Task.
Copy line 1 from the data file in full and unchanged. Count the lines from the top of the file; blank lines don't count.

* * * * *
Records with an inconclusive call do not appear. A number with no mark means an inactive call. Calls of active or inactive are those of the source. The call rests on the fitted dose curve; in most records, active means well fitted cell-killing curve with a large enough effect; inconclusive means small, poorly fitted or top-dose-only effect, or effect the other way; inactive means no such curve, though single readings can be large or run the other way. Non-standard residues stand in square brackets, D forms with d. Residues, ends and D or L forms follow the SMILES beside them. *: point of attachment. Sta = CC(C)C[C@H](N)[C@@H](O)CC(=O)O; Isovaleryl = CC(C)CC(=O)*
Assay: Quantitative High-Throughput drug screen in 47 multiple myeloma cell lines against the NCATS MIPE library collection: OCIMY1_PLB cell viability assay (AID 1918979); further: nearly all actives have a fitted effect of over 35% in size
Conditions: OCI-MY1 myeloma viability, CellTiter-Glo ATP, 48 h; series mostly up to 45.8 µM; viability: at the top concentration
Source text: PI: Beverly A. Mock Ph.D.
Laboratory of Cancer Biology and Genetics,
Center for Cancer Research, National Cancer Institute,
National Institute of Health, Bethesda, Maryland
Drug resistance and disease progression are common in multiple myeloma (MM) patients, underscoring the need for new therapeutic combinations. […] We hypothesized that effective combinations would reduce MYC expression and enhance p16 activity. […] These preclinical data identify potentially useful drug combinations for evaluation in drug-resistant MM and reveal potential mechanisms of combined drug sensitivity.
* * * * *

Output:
Records with an inconclusive call do not appear. A number with no mark means an inactive call. Calls of active or inactive are those of the source. The call rests on the fitted dose curve; in most records, active means well fitted cell-killing curve with a large enough effect; inconclusive means small, poorly fitted or top-dose-only effect, or effect the other way; inactive means no such curve, though single readings can be large or run the other way. Non-standard residues stand in square brackets, D forms with d. Residues, ends and D or L forms follow the SMILES beside them. *: point of attachment. Sta = CC(C)C[C@H](N)[C@@H](O)CC(=O)O; Isovaleryl = CC(C)CC(=O)*